To wit, we do not have in whole or part any manuscript version by Austen of Sense and Sensibility so we cannot know for sure what her text of this novel was like. As they do today, printing houses then had styles of their own, and no text was at all sancro-sanct from changes in punctuation, grammar, paragraphing and the like. Of the versions of S&S published in Austen’s lifetime, the first published in 1811 was sold out. Austen rejoiced, and in 1813 there was a second. Austen was actively involved in the production of both; she proof-read the first, but, alas, apparently not the second, and errors of all sorts have been found in the 1813 text. On the other hand, Austen made small revisions of this 1813 text so those are her last emendations in print. Here we have to remember the painful truth that Jane Austen died young and didn’t have much chance to have second thoughts for her book: she was producing the final copies for all 4 she saw into print and writing all six (plus perhaps a seventh, Sanditon). A very busy lady indeed and then mortally ill.

Over the 19th century errors crept into the many reprints of Austen’s books; and in 1923 R.W. Chapman sat down to produce scrupulously accurate scholarly texts which were the equivalent of what were printed for very high status male authors; he followed the standards of his time, which included discreet corrections of grammar, punctuation and paragraphing. For Sense and Sensibility he chose the 1813 edition after correcting it, and it’s Chapman’s text that Kinsley studied, emended somewhat and is the basis for all Oxfords afterwards. Recently though it’s been asserted that Chapman over-corrected and so polished Austen’s text that we lose flavor, tone, and something of the colloquial voice of Austen; and in the 2003 new Penguin edition, Kathryn Sutherland has taken the rare step of using the 1811 text as her basis. Did Chapman really alter the spirit of Austen’s books? Yes and no. Sutherland’s edition gives us a less polished, more sparsely punctuated text.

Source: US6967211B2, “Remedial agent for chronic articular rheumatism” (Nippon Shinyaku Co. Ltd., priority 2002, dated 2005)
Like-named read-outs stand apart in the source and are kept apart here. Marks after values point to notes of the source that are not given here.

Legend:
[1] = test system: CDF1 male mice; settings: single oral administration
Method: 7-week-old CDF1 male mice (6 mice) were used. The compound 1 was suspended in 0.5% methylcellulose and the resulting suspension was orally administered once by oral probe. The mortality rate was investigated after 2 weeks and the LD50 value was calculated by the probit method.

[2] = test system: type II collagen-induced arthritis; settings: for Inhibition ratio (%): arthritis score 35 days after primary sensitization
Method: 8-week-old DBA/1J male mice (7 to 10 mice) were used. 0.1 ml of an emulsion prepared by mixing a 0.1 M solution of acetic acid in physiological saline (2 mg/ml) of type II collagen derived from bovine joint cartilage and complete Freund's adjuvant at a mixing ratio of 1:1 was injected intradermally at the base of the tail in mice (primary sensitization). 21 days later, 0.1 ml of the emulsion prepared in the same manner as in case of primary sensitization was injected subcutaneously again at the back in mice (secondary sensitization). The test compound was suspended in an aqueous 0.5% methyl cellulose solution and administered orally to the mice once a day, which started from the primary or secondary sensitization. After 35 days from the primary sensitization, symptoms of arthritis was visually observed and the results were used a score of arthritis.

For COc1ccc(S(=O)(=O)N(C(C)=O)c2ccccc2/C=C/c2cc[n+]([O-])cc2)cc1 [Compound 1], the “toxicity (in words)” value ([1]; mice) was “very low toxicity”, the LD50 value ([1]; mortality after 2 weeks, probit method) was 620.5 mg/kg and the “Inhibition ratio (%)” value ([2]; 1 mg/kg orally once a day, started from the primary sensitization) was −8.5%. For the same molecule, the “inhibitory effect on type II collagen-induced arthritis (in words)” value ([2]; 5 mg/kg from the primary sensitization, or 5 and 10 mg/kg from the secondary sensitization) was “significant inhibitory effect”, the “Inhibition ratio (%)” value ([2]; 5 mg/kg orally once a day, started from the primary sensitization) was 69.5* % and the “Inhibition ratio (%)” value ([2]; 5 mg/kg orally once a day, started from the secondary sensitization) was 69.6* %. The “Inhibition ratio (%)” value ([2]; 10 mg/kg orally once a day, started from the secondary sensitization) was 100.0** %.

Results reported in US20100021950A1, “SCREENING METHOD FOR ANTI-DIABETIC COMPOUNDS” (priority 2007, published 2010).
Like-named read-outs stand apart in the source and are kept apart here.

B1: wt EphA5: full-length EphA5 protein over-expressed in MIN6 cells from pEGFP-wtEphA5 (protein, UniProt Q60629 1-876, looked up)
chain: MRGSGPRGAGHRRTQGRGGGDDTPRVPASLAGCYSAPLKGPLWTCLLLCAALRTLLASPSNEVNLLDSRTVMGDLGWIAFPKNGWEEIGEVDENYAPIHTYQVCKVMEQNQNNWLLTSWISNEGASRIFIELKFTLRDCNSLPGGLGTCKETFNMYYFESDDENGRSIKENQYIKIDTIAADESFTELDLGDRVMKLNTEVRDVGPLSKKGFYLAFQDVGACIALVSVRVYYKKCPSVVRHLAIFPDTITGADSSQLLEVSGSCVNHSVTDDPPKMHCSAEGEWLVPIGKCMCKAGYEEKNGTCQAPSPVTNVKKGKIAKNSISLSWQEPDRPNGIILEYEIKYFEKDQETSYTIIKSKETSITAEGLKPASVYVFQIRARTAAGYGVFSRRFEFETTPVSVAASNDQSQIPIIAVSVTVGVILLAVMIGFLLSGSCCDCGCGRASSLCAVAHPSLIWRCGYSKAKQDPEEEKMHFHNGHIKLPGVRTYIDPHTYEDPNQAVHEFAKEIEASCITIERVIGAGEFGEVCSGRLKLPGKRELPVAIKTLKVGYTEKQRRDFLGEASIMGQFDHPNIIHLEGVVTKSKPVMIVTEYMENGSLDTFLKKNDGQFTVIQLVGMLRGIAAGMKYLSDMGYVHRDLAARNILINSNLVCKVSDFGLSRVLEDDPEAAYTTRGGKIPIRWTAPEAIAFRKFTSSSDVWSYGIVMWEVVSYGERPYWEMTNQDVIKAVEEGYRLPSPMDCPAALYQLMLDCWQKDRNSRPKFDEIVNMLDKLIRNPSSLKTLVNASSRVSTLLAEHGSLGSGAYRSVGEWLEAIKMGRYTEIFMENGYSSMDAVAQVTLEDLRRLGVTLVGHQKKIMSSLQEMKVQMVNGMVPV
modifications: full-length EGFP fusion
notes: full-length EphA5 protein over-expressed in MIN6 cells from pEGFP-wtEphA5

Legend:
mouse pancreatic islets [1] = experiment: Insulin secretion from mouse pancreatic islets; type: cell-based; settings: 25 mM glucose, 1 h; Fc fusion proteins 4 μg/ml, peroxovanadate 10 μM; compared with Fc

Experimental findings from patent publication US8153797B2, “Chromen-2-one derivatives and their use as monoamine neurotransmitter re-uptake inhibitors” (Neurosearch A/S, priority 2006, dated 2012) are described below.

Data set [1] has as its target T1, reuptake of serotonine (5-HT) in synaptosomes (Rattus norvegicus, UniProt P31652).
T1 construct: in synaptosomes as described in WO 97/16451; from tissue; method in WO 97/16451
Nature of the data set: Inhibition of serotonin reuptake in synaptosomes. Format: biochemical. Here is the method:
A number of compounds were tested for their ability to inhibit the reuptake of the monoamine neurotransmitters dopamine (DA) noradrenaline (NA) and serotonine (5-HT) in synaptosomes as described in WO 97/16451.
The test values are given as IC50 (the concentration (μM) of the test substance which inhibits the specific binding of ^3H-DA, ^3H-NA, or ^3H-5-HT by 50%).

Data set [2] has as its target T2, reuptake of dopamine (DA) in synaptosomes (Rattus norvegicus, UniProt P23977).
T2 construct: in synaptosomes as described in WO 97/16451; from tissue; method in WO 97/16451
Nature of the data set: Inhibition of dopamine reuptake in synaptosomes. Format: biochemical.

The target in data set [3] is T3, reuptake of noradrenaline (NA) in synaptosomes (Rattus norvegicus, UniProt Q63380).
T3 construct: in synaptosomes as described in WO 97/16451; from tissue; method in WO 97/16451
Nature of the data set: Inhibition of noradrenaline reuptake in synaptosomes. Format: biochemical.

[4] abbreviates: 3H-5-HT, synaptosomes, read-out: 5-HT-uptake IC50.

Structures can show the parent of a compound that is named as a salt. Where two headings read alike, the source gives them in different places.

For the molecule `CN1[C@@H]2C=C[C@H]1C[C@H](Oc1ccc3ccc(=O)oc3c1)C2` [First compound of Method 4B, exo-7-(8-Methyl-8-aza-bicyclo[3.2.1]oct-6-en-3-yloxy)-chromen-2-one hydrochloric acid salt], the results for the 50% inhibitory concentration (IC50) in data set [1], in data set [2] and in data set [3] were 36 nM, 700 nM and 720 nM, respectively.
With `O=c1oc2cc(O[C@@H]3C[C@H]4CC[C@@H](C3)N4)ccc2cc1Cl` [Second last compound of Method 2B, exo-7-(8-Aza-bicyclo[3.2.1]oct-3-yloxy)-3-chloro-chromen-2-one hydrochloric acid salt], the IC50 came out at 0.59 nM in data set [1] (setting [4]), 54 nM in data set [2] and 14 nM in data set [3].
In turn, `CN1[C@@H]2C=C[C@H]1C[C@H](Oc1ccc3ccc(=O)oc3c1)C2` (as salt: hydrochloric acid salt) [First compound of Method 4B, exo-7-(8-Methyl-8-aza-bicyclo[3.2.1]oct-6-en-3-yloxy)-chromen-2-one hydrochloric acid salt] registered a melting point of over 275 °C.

It should be admitted, as with introductions to texts, this is something of an agenda fight. Kathryn Sutherland, Claudia Johnson (editor of the recent Norton edition), and others feel the perceived picturesqueness & tea-and-crumpets quaint feel of Chapman’s original Oxfords helped sustain a kitsch and elitist view of Austen. It’s also a turf fight: the publishers of these texts need their choices to be respected to gain the full Austen readership.

But there’s something more here too. Austen did change some actual wording in the 1813 edition. Now it’s sometimes true the author’s first text was the superior one; sometimes the last corrected one is. It’s a matter of judgement and taste. What’s important is the text be not bowdlerized. In 1813 Austen cut a second sentence that appears in the 1811 text: in 1811 at the Delaford Abbey picnic, the narrator repeats the rumor that Colonel Brandon has a “natural daughter” that Mrs Jennings’s brief mention made public. We are told Mrs Jenning’s statement so

“shocked the delicacy of Lady Middleton that in order to banish so improper a subject as the mention of a natural daughter, she actually took the trouble of saying something herself about the weather” (I:3).

Strangely, for all Sutherland complaints about Chapman, he did include the 1811 sentence in his reprint of the 1813 text. He simply intelligently made a judgement call and put it back. Alas, somewhere along the line this offending sentence was omitted from all editions strictly based on the 1813 text, and now appears only in the footnotes to all, including this latest 2008 Oxford! What bothers me is in the notes most scholars repeatedly refuse to recognize the obvious, that Austen deleted the sentence because it was too frank. Instead we get supersubtle interpretations that Austen removed the passage because she didn’t want the situation to be tactfully covered up. But how could it be, since Mrs Jennings has let the cat out of the bag, and this is one of those many secrets Austen’s Mr Knightley tells us is just the sort of thing everyone knows.

On to the covers. There is a long custom of picking pictures of two upper class women (often sisters) standing or sitting close together for the cover of S&S. This began in the first popular editions of the 19th century, Bentley’s 1833 volume where we see Lucy and Elinor walking together. It’s seen in James Kinsley’s choice of a Hugh Thomson illustration of the very moment Marianne sees Willoughby at Lady Middleton’s assembly. Entirely typical of just every choice I’ve seen is how Thomson’s psychological depiction is wholly inadequate. Pair after pair of women are chosen whose faces are expressionless, but whose credentials, as visibly upper class, fleshly (this once having been a sign of high rank), white, elegant dressers, are unassailable.